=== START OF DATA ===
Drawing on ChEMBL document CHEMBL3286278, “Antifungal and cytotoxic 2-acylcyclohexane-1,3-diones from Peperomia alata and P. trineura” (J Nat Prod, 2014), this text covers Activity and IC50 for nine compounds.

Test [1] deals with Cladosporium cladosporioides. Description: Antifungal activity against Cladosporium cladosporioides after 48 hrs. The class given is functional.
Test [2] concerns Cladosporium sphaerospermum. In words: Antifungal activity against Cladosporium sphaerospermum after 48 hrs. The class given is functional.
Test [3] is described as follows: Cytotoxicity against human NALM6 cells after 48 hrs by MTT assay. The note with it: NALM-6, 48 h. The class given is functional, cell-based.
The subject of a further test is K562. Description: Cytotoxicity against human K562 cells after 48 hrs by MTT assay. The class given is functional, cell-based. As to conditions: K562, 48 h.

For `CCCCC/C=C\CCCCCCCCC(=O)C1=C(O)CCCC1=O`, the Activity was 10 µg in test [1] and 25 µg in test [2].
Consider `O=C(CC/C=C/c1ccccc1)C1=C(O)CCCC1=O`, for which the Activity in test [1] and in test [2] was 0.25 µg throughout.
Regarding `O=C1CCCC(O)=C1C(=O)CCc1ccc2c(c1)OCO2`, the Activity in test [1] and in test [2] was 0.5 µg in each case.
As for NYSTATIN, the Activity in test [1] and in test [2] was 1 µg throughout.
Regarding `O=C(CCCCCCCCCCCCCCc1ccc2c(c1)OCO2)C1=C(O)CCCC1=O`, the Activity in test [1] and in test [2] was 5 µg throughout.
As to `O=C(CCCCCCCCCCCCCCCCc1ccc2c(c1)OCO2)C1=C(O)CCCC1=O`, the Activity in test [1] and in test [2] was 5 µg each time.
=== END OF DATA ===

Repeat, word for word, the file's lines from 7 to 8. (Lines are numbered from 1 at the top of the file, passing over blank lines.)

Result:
Consider `O=C(CC/C=C/c1ccccc1)C1=C(O)CCCC1=O`, for which the Activity in test [1] and in test [2] was 0.25 µg throughout.
Regarding `O=C1CCCC(O)=C1C(=O)CCc1ccc2c(c1)OCO2`, the Activity in test [1] and in test [2] was 0.5 µg in each case.